By ALEXANDRA TEMPUS, Associated Press
ST. PAUL, Minn. (AP) -- Minnesota residents would have greater freedom to defend their homes with deadly force under a bill headed to the state Senate floor over the objections of police, who said it could endanger officers.
The measure was approved last year by the House. Its passage by a 10-5 vote Thursday in the Senate Finance Committee sends it to the full Senate, where supporters predict it will pass. Gov. Mark Dayton said he hadn't decided yet if he would sign or veto the bill.
The provision, known as the castle doctrine, allows the use of deadly force with a weapon if people believe they are in imminent danger while defending a dwelling.
Current law allows self-defense when a person reasonably believes there's a threat of bodily harm or death. The bill creates a presumption that a person who uses deadly force has such a belief, and it would eliminate any duty to retreat from a threatening situation. It also expands the definition of dwelling to include a home, hotel room or other overnight accommodation, tent, car or boat. The effect of the bill would be to make it harder to prosecute or sue a homeowner for using deadly force.
"It puts the onus on the criminal and not the victim," Sen. Gretchen Hoffman, R-Vergas, the bill's lead sponsor, told the committee. "We should be able to be someplace lawfully and protect ourselves."
Hoffman said the bill had strong support in both parties, but some Democrats on the committee expressed concern.
Sen. Barb Goodwin, DFL-Columbia Heights, said that the bill could enable violent felons to use deadly force once they are allowed to carry firearms again.
"We're saying that people that have been violent felons in the past can now also basically shoot people anywhere that they feel threatened," Goodwin said. Her motion to send the bill to the Judiciary Committee for further discussion was rejected.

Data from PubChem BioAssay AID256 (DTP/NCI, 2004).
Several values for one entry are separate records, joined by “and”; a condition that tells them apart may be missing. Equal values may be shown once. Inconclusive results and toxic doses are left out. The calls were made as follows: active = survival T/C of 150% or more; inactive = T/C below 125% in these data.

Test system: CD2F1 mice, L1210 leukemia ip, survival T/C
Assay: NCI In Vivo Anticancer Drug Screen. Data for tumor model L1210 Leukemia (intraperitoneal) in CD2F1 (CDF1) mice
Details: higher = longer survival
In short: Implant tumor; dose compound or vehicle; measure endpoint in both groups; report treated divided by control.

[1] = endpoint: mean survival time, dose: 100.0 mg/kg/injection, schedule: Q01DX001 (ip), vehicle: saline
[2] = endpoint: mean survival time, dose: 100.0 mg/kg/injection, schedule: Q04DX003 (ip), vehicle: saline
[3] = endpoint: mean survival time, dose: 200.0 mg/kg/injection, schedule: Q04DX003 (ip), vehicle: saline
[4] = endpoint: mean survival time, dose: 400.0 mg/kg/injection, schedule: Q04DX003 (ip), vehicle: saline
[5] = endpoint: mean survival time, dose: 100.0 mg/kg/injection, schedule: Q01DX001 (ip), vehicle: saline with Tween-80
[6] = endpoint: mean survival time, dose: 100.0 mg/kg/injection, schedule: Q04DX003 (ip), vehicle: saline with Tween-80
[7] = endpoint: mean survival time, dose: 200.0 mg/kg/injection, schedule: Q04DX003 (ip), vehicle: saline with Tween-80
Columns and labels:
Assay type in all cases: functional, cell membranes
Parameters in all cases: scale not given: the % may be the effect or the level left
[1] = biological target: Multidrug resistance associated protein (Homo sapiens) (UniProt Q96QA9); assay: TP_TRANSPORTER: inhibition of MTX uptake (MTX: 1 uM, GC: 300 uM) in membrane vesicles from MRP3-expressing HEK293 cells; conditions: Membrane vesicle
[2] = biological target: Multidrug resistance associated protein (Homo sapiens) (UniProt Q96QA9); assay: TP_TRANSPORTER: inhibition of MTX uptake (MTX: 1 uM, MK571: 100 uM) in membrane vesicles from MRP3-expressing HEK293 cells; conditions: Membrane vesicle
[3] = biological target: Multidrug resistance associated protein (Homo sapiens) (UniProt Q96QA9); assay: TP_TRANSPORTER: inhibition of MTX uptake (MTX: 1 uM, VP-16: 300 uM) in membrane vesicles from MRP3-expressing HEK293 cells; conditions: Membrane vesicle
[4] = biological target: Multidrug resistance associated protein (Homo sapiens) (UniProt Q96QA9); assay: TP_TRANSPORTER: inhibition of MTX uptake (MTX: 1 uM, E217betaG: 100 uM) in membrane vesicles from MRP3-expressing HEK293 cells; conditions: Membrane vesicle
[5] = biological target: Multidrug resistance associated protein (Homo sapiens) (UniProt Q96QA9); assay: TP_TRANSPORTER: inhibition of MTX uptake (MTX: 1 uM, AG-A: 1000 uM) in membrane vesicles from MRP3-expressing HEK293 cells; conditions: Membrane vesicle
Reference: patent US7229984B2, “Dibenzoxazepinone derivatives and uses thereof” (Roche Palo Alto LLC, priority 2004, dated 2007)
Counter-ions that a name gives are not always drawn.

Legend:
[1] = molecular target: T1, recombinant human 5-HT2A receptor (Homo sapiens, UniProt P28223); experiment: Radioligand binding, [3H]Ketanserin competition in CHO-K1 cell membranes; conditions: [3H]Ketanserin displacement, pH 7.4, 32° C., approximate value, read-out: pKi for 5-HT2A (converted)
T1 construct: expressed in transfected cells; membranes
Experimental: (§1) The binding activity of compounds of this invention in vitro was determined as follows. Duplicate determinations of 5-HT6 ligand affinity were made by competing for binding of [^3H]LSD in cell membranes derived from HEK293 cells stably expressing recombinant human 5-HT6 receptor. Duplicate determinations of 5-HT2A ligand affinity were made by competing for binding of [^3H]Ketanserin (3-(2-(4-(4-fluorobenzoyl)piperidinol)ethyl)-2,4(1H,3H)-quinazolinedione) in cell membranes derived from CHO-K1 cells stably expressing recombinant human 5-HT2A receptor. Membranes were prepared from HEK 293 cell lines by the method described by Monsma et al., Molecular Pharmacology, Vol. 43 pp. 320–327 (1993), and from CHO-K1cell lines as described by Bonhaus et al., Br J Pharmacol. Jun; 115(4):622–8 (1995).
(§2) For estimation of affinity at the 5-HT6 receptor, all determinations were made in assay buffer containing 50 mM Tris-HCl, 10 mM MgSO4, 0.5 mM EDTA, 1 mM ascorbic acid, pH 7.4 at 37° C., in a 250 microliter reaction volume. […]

Dennis Flaherty, executive director of the Minnesota Police and Peace Officers Association, said the bill could result in dangerous situations for police officers, who regularly enter homes without permission.
"We're fearful that people will react and shoot and our officers could be mistaken for someone that they believe is someone trying to jeopardize their safety," Flaherty said. He said that there had never been a case in Minnesota where a citizen was prosecuted for killing someone who had entered their home.
"The law is not necessary in Minnesota," Flaherty said.
Hoffman said those concerns are overblown, and said both sheriffs in her district support it.
"I know that the (police) union had opposed it last year," Hoffman said. "Just like when they passed the conceal and carry bill a number of years ago, all their predictions did not come true."
Flaherty said the union expects the bill to gain legislative approval and it is pinning its hopes on Dayton rejecting it.
"Of course we will be communicating," Flaherty said. "The governor is very much a friend of law enforcement and I'm sure he is aware of our opposition."
Dayton said when lawmakers were debating the bill last year, he was "concerned because law enforcement in Minnesota was mostly opposed to it, felt that it gave citizens more freedoms and rights than they had."
But, Dayton said, "I also understand the concern about wanting to protect themselves and their families, so it's something I'll have to look at."
(Copyright 2012 by The Associated Press. All Rights Reserved.)